If you are new to the fixie game, you may have heard that stopping can be difficult, and it is. If you don’t know how to stop properly, you can seriously damage your bike and, most importantly, yourself. So, let’s take a moment and answer the question: how do you stop on a fixed-gear bike?
To stop on a fixed-gear bike, slow down your pedaling cadence and slowly apply pressure to your front brake. If you squeeze too hard, you risk locking the front wheel and flying over the handlebars. If you don’t use brakes, you will need to slow your cadence to slow down.
But there’s a lot more to it than that. So, in this article, you will learn how to stop a fixed-gear bike with and without brakes.
Editor’s note: This article was updated on June 16, 2022, to include more information about single-speed and fixed-gear bikes.
Before we learn how to stop a fixed-gear bike, we should first choose whether we should ride with or without brakes.
Should you ride with or without brakes?
I recognize that some fixed gear purists argue that brakeless is the way to go. However, there is undoubtedly a pleasure provided by a brakeless bike, and some riders have perfected this riding style and are very capable.
However, since brakeless bikes are illegal in several cities worldwide, I always recommend having at least one brake on your bike.
You can remove it later if you want to go brakeless for whatever reason.
State Bicycle Co. Black Label 6061
State Bicycle Co. Black Label 6061
How to stop a fixed-gear bike with brakes?
To slow down or stop on a fixed gear bike with front or rear brakes, pull on the hand brakes slowly. Do not abruptly stop pedaling; you must continue to pedal in a fixed-gear bike even as you brake.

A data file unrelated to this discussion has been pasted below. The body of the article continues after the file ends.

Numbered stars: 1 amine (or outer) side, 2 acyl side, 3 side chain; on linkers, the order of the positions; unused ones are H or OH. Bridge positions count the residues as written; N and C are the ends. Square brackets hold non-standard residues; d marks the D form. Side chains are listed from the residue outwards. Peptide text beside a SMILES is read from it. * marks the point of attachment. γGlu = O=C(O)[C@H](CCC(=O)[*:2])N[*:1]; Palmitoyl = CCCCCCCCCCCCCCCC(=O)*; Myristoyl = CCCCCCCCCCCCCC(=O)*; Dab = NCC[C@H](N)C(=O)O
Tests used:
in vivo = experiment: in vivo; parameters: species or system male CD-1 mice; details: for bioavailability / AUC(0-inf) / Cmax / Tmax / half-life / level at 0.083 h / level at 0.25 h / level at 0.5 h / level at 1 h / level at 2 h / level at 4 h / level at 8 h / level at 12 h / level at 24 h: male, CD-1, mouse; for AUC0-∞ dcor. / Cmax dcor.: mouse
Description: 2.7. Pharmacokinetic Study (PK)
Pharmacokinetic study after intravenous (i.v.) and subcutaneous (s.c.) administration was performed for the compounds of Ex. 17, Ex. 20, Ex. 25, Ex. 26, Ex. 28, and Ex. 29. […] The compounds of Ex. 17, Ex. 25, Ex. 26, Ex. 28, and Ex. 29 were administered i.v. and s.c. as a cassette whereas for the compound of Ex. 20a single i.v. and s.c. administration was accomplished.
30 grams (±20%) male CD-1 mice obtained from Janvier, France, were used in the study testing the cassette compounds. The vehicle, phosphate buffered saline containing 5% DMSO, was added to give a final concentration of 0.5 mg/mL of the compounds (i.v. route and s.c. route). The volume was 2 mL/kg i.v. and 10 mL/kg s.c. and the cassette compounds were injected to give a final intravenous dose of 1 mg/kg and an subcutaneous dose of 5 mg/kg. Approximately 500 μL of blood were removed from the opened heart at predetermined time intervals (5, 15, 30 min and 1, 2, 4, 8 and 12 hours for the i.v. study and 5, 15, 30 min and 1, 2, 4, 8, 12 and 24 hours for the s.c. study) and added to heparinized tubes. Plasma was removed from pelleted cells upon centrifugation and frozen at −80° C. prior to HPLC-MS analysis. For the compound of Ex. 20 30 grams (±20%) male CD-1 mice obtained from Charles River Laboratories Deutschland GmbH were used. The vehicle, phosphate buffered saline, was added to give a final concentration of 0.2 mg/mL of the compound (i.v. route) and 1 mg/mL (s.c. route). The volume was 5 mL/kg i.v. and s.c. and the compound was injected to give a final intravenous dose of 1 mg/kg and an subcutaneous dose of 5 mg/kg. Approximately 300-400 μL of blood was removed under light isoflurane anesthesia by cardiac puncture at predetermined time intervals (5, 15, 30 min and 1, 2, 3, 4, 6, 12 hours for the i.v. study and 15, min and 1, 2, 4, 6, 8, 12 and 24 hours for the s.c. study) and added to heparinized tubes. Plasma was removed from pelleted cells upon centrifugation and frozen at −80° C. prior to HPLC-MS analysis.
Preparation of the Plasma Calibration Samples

Press back slightly on the pedals to provide a slight resistance while squeezing the front brake. Back-pedaling pressure should be supplementary; the primary stopping power should come from the hand brakes. Be ready to take your legs out of your toe cages or pedal straps to stay upright when coming to a complete stop.
If you don’t have pedal straps, below are a few great options worth considering.[azonpress template=”grid” asin=”B00UGR9CYC,B08L47BZL9,B00UGR8UT0″]
Most fixed-gear bikes use one front brake located on the front wheel, which is a legal requirement in most counties and municipalities. You can also install a back brake to improve stopping power.
Stopping a fixed-gear without brakes is a little more complicated.
How to stop on a fixie without brakes
If you want to ride your fixie on a public road, ensure it has a front-wheel hand brake. You’ll have trouble defending yourself if you cause an accident.
The only way to stop a fixed gear bike without a hand brake is by locking out the back wheel and going into a skid. Slow the bike down using your legs, then abruptly reverse direction and grind your rear tire to get the desired effect.
The bike will slow down more quickly before getting into a skid if you lean forward a little while doing this. So I don’t recommend it for safety reasons (but it does look cool AF).
Stopping with your foot on the front wheel or between the rear wheel and seat tube is a method some people use to stop, but I don’t recommend this. It will ruin your shoes, and (it does not look cool AF). Also, if you apply too much pressure, you might lock the front wheel, your shoelace might get caught in there, and you’ll fly over the bars. Ouch. Please don’t do this, please.